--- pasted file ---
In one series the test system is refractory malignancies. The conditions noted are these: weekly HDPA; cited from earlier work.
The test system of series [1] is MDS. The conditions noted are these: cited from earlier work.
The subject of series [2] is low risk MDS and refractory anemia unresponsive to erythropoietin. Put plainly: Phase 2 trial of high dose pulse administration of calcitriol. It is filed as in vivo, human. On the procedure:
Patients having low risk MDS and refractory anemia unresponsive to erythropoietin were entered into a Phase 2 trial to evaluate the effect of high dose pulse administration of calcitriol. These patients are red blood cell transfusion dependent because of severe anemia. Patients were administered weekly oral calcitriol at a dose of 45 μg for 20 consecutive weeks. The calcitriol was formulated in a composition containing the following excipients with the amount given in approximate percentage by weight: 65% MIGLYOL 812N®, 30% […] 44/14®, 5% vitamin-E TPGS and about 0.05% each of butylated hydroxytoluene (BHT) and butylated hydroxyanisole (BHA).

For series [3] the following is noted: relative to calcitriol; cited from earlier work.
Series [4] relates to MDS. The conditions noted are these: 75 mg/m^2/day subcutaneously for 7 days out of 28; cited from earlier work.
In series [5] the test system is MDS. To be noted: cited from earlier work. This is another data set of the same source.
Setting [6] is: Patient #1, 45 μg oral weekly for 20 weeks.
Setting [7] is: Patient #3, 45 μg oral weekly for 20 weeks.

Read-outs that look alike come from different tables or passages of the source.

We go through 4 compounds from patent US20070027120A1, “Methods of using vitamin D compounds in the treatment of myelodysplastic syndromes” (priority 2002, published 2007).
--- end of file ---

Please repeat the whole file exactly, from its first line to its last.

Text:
In one series the test system is refractory malignancies. The conditions noted are these: weekly HDPA; cited from earlier work.
The test system of series [1] is MDS. The conditions noted are these: cited from earlier work.
The subject of series [2] is low risk MDS and refractory anemia unresponsive to erythropoietin. Put plainly: Phase 2 trial of high dose pulse administration of calcitriol. It is filed as in vivo, human. On the procedure:
Patients having low risk MDS and refractory anemia unresponsive to erythropoietin were entered into a Phase 2 trial to evaluate the effect of high dose pulse administration of calcitriol. These patients are red blood cell transfusion dependent because of severe anemia. Patients were administered weekly oral calcitriol at a dose of 45 μg for 20 consecutive weeks. The calcitriol was formulated in a composition containing the following excipients with the amount given in approximate percentage by weight: 65% MIGLYOL 812N®, 30% […] 44/14®, 5% vitamin-E TPGS and about 0.05% each of butylated hydroxytoluene (BHT) and butylated hydroxyanisole (BHA).

For series [3] the following is noted: relative to calcitriol; cited from earlier work.
Series [4] relates to MDS. The conditions noted are these: 75 mg/m^2/day subcutaneously for 7 days out of 28; cited from earlier work.
In series [5] the test system is MDS. To be noted: cited from earlier work. This is another data set of the same source.
Setting [6] is: Patient #1, 45 μg oral weekly for 20 weeks.
Setting [7] is: Patient #3, 45 μg oral weekly for 20 weeks.

Read-outs that look alike come from different tables or passages of the source.

We go through 4 compounds from patent US20070027120A1, “Methods of using vitamin D compounds in the treatment of myelodysplastic syndromes” (priority 2002, published 2007).